A court challenge by the League of Women Voters of Arkansas is currently questioning the constitutionality of the law. The organization supports an initiative that aims to eliminate state sales tax on menstrual products and diapers. Republican state Sen. Bryan King, R-Green Forest, joins them as a co-plaintiff and expresses his support for another new initiative. He hopes to see this initiative on the ballot in November, as it aims to protect and strengthen Arkansas’ Freedom of Information Act.

Parry noted that Act 236 aims to raise the standards for placing a measure on the ballot. However, it has also heightened the commitment of individuals who are eager to gather signatures, motivating them to ensure accuracy and precision in their efforts.

According to her, this situation compels them to focus more on building organizing power in areas where they usually don’t have to put in as much effort. Although it requires additional work, she believes it is achievable.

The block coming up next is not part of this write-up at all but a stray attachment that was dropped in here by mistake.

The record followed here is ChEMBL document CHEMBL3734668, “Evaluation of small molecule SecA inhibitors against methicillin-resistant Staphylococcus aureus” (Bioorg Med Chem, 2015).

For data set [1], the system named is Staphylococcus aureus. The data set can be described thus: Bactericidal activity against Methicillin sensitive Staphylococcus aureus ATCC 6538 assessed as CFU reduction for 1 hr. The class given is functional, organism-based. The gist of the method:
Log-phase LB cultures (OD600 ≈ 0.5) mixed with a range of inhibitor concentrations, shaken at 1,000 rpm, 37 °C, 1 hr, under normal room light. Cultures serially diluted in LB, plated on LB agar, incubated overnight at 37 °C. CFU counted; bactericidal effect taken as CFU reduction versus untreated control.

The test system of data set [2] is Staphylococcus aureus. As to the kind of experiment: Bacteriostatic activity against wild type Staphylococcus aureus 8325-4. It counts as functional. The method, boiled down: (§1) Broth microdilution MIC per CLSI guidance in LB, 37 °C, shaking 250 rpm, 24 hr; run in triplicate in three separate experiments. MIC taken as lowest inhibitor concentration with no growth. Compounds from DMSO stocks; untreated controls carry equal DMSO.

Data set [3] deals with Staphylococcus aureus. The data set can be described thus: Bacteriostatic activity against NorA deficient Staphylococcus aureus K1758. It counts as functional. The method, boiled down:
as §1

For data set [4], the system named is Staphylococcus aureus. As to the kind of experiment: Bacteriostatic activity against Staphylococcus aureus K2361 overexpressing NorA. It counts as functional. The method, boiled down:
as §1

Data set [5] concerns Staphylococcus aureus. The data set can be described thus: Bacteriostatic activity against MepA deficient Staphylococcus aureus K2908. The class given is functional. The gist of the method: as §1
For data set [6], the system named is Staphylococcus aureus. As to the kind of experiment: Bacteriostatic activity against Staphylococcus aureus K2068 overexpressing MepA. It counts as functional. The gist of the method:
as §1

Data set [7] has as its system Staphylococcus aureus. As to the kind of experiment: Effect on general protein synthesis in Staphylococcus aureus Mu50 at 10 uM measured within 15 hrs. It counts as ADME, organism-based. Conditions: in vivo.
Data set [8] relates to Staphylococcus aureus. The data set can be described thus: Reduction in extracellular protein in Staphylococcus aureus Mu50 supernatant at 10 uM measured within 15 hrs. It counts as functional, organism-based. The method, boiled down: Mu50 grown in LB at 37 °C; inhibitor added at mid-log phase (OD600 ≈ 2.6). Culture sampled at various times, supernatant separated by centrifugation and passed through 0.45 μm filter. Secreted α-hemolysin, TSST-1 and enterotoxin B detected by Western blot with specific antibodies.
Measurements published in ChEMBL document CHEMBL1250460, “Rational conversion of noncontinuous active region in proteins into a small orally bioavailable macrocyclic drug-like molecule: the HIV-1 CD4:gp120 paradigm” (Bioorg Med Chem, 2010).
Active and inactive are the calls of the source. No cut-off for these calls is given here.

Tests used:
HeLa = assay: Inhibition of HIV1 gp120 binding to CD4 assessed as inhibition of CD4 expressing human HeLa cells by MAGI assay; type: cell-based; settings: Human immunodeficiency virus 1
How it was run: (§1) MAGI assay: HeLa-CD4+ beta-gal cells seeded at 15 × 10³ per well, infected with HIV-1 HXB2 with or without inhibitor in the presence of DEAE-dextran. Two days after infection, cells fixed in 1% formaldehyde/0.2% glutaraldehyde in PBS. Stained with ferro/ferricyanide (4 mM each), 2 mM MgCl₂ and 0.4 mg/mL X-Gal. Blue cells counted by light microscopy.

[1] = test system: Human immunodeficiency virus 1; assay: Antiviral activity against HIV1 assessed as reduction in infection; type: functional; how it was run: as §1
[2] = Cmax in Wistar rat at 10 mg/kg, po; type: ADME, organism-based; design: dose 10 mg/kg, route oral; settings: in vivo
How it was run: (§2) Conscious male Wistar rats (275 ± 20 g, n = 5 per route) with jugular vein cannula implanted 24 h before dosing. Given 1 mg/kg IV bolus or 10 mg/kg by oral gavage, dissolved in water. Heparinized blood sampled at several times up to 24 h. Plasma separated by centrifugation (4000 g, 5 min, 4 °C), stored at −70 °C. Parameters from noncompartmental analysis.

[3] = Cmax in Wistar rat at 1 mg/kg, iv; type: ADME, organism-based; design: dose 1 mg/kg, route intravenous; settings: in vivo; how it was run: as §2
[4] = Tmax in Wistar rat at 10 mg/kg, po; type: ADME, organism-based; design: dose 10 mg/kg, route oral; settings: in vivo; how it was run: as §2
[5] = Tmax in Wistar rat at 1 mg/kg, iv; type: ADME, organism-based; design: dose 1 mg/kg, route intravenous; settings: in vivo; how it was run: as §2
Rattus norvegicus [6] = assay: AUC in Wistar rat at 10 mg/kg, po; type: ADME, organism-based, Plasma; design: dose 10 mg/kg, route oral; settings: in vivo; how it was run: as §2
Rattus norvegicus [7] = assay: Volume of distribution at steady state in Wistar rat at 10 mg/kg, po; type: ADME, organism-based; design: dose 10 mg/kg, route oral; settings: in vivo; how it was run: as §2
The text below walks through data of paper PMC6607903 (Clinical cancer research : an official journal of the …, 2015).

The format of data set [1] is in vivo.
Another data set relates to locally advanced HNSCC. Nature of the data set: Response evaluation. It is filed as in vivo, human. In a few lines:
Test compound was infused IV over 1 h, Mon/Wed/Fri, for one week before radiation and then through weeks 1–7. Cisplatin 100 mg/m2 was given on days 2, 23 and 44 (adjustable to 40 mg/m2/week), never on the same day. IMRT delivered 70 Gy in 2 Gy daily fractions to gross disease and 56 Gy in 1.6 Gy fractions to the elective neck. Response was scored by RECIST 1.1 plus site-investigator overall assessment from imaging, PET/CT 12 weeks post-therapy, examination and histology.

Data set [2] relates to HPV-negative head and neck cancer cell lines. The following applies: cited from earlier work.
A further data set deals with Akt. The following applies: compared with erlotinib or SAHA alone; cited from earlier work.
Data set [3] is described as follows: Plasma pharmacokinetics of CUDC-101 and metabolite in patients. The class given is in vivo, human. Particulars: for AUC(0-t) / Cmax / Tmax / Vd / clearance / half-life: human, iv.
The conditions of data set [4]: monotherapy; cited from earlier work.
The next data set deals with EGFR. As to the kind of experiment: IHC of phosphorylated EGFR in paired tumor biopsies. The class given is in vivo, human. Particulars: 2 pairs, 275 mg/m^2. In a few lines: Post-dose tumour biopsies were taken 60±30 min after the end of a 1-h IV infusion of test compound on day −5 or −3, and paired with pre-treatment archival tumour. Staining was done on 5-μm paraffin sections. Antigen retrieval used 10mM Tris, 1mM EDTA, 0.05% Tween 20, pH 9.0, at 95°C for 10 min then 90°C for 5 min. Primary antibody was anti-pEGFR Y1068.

“I see it as an opportunity because we should be engaging with the people of Arkansas on this matter,” she expressed. “This is something that needs to happen, regardless of our goal to have it on the ballot.”

“We carry a significant burden and responsibility in educating the people of Arkansas about reproductive health,” she emphasized. She pointed out the absence of mandatory sex education in schools in Arkansas, highlighting the need for comprehensive education in this vital area.

According to Katie Clark, a board member of the League of Women Voters of Arkansas and leader of an initiative campaign, even if a ballot item fails, it can still be valuable in terms of raising awareness and educating the public, as long as it is executed properly.

According to her, a robust and prominent demonstration of public support has the potential to bring about significant changes in upcoming legislative sessions.